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The Festival of Lights

Jewish holiday Hanukkah concept with menorah, candles and dreidel on wooden table. Background for greeting card or banner
Maglara/Getty Images/iStockphoto

Today is the fourth day of Hanukkah, a Jewish holiday that most of my Christian friends don't understand.

Hanukkah is not Jewish Christmas. It is instead a festival of light remembering a time where Jews in the second century BC overcame an oppressive regime. So, the holiday is about religious freedom, but it also calls us to see the powerful symbolism light plays in our lives.

Both Jews and Christians, as well as other faith traditions, use light as a metaphor for God's presence in our lives. Our job is to purify our hearts so that God's light can shine in. The task of doing this requires more than our own willpower. It is something we do together in community.

So, I invite you to join me this Saturday at 6:00 PM at Crosstown Concourse, as Temple Israel host a community wide Hanukkah concert and celebration that will be broadcast nationally. With the Omicron variant looming, we all need a way to embrace god's abundant, loving kindness in the midst of uncertainty. I hope to see you Saturday. This is Dr. Scott Morris for Church Health.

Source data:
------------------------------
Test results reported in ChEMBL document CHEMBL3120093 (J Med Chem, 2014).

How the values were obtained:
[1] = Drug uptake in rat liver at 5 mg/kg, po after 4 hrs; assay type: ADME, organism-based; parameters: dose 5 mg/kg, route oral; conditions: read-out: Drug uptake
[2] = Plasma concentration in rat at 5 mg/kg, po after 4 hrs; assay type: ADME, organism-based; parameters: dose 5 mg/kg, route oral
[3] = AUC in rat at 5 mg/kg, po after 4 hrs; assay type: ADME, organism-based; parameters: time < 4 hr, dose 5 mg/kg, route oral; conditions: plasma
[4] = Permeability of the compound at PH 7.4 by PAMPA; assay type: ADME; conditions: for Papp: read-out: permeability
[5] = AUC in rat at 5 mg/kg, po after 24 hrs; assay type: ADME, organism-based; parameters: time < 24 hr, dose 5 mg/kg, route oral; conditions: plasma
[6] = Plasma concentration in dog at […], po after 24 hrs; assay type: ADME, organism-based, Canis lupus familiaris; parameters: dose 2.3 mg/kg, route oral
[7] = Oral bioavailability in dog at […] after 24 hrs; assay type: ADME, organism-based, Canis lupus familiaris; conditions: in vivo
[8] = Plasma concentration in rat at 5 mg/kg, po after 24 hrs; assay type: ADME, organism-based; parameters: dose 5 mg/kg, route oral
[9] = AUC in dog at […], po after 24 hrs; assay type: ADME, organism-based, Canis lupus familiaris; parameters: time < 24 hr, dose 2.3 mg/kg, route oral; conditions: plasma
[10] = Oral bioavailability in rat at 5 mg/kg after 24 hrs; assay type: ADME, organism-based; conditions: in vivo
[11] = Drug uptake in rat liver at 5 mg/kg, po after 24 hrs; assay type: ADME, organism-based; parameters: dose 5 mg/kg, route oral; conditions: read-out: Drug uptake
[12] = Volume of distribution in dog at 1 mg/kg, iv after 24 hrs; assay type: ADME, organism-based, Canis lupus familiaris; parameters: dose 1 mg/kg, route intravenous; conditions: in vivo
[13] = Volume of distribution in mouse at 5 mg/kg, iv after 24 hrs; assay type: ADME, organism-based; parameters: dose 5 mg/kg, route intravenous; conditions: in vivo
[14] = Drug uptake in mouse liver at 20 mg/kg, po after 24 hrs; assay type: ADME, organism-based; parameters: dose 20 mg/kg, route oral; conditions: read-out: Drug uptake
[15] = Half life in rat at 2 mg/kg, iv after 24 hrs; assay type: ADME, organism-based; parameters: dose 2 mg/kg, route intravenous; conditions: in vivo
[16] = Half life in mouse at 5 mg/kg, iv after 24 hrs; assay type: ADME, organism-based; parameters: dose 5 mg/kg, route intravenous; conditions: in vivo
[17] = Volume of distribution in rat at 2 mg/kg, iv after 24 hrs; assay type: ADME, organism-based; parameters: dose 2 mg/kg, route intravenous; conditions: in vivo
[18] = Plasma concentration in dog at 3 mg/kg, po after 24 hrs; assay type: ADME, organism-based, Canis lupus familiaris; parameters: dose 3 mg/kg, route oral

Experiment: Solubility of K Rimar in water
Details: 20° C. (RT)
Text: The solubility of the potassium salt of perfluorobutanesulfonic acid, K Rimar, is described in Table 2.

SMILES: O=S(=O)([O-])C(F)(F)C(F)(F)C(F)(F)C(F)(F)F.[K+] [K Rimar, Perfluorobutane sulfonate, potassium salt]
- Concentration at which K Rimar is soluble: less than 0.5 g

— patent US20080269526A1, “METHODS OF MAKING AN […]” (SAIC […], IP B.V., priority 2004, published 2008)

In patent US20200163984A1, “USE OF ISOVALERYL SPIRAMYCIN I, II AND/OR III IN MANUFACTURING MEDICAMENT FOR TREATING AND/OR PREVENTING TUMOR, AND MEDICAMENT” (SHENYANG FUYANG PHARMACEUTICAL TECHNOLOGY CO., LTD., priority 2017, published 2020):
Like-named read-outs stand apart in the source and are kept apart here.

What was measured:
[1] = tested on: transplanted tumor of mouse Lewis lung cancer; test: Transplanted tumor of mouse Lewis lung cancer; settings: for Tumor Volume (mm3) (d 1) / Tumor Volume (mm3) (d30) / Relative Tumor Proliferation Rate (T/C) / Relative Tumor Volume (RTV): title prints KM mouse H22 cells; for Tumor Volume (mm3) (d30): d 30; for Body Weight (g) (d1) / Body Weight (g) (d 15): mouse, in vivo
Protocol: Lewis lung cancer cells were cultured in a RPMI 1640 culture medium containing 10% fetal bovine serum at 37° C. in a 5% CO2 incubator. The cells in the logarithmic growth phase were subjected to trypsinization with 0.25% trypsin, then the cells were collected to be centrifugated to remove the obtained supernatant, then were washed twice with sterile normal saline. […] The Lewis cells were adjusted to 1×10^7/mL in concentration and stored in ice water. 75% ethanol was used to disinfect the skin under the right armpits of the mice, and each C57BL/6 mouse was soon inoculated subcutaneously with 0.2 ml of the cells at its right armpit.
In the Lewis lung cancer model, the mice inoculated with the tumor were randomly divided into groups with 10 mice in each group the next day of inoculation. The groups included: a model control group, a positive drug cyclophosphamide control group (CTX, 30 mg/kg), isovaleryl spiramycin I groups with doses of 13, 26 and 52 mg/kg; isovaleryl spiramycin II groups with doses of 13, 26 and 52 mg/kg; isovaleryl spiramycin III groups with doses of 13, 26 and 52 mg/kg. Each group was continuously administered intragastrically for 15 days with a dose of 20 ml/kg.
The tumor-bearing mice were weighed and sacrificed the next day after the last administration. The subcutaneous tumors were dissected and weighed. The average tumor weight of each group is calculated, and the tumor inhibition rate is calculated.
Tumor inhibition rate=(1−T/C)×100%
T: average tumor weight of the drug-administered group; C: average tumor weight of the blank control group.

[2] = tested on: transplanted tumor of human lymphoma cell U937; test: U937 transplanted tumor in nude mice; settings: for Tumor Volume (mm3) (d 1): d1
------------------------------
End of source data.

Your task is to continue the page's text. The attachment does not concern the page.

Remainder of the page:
Dr. G. Scott Morris, M.D., M.Div, is founder and CEO of Church Health, which opened in 1987 to provide quality, affordable health care for working, uninsured or underserved people and their families. In FY2021, Church Health had over 61,300 patient visits. Dr. Morris has an undergraduate degree from the University of Virginia, a Master of Divinity degree from Yale University, and M.D. from Emory University. He is a board-certified family practice physician and an ordained United Methodist minister.